Obverse. Photo © Lawrence Chard
  • 50 Pence 2013, KM# 1246, United Kingdom (Great Britain), Elizabeth II, 100th Anniversary of Birth of Christopher Ironside
  • 50 Pence 2013, KM# 1246, United Kingdom (Great Britain), Elizabeth II, 100th Anniversary of Birth of Christopher Ironside
  • 50 Pence 2013, KM# 1246, United Kingdom (Great Britain), Elizabeth II, 100th Anniversary of Birth of Christopher Ironside

The Royal Mint have launched a special coin which remembers the centennial birthday anniversary of Sir Christopher Ironside, (1913 – 1992) the talented artist whose designs graced British coinage for more than four decades up to and after the UK’s transition to a decimal currency in 1971.

The United Kingdom had thought about introducing a coinage and currency based upon a decimal system instead of the Pounds, shillings, pence system in place for more than 400 years. The Treasury attempted to introduce this idea as far back as the 1840’s when a two shilling coin or, a tenth of a pound denomination was introduced for the first time. The idea took more than another hundred years to take root and during the early 1960’s, plans were underway to do just this, replace the older system with a new currency based on 100 pence to the pound.

Sir Christopher Ironside was commissioned to come up with new designs for the planned denominations which included a twenty pence coin and the possibility of a 2 ½ pence coin which would have transitioned from the old six-pence coin. Ironside’s work and designs were carried out in total secrecy until they were unveiled and produced in 1968 and the first of the “new” pence coins went into circulation – three years before the official change-over to the new system. In total, Ironside’s designs were included on the new ½ penny, one penny, two pence, five pence, ten pence and fifty pence coins, all with the prefix “new” before the word penny or pence. The word “new” was finally removed in 1982 and the first decimal designs were eventually changed in 2008. Ironsides designs were used for one of the longest periods during the single reign of a British Monarch since the time of Queen Victoria.


Fourth crowned portrait of HM Queen Elizabeth II facing right, wearing the Girls of Great Britain and Ireland tiara.

The Girls of Great Britain and Ireland tiara was a wedding present in 1947 from her grandmother, Queen Mary, who received it as a gift from the Girls of Great Britain and Ireland in 1893 on the occasion of her marriage to the Duke of York, later George V. Made by E. Wolfe & Co., it was purchased from Garrard & Co. by a committee organised by Lady Eve Greville. In 1914, Mary adapted the tiara to take 13 diamonds in place of the large oriental pearls surmounting the tiara. At first, Elizabeth wore the tiara without its base and pearls but the base was reattached in 1969. The Girls of Great Britain and Ireland Tiara is one of Elizabeth's most recognisable pieces of jewellery due to its widespread use on British banknotes and coinage.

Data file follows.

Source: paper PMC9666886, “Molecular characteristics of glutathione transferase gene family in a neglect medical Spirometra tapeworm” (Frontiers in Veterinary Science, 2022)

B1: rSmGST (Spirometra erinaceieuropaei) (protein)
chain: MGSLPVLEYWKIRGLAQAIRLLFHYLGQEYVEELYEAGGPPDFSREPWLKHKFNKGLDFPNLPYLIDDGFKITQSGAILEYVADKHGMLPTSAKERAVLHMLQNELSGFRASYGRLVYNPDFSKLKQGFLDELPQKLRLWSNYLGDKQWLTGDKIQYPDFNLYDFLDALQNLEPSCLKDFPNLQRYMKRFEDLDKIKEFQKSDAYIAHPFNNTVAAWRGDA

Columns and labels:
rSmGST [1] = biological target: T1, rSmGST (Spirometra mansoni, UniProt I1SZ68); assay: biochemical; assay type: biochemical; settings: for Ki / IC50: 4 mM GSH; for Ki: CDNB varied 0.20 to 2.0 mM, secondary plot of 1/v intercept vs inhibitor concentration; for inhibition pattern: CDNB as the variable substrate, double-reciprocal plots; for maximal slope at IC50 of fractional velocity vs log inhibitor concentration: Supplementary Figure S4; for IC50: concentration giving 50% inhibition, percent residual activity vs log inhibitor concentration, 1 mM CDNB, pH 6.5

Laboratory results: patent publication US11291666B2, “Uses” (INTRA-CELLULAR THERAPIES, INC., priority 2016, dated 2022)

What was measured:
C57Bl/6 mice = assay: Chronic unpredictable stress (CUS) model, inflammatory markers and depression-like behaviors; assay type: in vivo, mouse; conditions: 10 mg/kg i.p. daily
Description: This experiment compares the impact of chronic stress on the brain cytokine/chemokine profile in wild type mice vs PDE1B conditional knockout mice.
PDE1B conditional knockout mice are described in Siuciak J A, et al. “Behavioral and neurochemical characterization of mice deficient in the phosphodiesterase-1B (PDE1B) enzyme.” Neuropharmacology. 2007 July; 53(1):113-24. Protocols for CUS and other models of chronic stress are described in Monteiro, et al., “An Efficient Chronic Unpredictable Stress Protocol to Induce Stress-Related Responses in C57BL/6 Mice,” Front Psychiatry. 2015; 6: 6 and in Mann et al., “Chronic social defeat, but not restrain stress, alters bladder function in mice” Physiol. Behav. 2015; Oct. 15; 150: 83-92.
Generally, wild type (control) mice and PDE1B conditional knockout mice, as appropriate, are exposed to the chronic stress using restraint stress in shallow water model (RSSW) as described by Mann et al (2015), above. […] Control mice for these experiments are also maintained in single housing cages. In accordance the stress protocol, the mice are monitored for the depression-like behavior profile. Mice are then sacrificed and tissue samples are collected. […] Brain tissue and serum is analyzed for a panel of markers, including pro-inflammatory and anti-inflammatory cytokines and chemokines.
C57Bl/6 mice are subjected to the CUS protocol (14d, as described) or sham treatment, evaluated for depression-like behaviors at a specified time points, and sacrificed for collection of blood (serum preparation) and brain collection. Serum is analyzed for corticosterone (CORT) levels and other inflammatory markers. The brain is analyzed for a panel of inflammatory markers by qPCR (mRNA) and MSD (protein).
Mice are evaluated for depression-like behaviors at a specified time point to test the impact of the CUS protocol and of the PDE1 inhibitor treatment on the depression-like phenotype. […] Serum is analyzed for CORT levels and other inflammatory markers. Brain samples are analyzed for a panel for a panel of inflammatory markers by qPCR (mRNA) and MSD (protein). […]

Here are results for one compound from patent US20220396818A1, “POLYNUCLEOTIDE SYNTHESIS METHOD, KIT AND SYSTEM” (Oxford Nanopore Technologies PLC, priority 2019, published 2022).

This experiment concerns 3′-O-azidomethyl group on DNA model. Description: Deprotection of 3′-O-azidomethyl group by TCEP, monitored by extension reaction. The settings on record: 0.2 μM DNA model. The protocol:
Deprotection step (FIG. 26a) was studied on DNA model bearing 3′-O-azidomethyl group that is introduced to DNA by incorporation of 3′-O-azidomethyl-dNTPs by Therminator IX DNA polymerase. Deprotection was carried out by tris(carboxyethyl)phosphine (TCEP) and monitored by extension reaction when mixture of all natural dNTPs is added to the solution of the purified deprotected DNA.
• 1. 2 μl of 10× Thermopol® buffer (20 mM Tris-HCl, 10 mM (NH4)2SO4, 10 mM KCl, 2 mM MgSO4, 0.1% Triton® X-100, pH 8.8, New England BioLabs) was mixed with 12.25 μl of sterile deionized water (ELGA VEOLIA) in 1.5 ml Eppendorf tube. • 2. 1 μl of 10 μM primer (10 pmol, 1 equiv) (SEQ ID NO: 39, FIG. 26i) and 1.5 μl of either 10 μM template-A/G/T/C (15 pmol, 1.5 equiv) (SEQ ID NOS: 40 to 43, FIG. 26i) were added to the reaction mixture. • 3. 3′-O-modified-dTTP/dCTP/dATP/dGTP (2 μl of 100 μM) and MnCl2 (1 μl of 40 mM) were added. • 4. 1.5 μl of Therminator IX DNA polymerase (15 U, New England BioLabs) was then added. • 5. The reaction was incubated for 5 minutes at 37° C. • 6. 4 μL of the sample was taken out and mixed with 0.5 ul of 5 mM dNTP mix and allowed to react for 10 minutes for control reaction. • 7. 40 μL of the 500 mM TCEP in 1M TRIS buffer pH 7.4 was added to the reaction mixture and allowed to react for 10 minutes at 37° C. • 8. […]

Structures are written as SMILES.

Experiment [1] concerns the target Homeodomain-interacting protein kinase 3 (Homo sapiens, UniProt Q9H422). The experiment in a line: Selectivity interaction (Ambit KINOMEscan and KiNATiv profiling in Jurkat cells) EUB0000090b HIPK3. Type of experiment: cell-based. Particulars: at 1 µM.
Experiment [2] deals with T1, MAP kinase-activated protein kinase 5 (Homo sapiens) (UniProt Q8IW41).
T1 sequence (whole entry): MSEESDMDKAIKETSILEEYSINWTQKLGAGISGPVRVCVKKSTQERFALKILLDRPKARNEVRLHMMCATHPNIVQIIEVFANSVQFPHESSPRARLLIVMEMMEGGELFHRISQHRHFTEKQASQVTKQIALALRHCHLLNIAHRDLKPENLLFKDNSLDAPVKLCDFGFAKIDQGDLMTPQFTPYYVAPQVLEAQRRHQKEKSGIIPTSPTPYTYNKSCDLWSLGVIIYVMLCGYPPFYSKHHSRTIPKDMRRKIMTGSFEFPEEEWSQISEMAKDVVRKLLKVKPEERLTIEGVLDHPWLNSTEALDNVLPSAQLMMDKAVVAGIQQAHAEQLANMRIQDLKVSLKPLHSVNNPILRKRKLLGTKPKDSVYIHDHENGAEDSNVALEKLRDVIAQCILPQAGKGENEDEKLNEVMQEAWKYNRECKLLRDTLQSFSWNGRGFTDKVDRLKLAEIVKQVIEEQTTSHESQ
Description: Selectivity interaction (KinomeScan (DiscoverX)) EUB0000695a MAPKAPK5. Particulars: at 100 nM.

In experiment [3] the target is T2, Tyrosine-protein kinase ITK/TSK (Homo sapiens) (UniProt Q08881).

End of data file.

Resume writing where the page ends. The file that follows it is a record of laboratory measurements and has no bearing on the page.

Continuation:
ELIZABETH II DEI GRATIA REGINA FIDEI DEFENSATRIX means Elizabeth II, by the grace of God, Queen and Defender of the Faith.

Engraver: Ian Rank-Broadley



A heraldic design which was first rejected in favor of Ironside’s depiction of a seated Britannia with shield. The Britannia design was preferred as it had been a tradition for Britannia to be included on circulation coinage since the reign of Charles II and was utilized for the fifty pence denomination. In honour of Ironside’s birth centennial, his Royal Arms – a design admired but never used – finally appears on a UK 50p coin. Faithfully reproduced in its original form, the coin used the designation NEW PENCE above the crest but this has been amended to FIFTY PENCE for 2013.

The royal coat of arms of the United Kingdom, or the Royal Arms for short, is the official coat of arms of the British monarch. In the standard variant used outside of Scotland, the shield is quartered, depicting in the first and fourth quarters the three passant guardant lions of England; in the second, the rampant lion and double tressure flory-counterflory of Scotland; and in the third, a harp for Ireland. The crest is a statant guardant lion wearing the St Edward's Crown, himself on another representation of that crown. The dexter supporter is a likewise crowned English lion; the sinister, a Scottish unicorn. In the greenery below, a thistle, Tudor rose and shamrock are depicted, representing Scotland, England and Ireland respectively. This armorial achievement comprises the motto of English monarchs, Dieu et mon Droit (God and my Right), which has descended to the present royal family as well as the Garter circlet which surrounds the shield, inscribed with the Order's motto, Honi soit qui mal y pense (Shame on he who thinks evil).

Engraver: Christopher Ironside


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Type Commemorative Issue (Circulating)
Material Cupronickel
Weight 8 g
Diameter 27.3 mm
Thickness 1.8 mm
Shape polygon
Sides 7
Alignment Medal
Royal Mint

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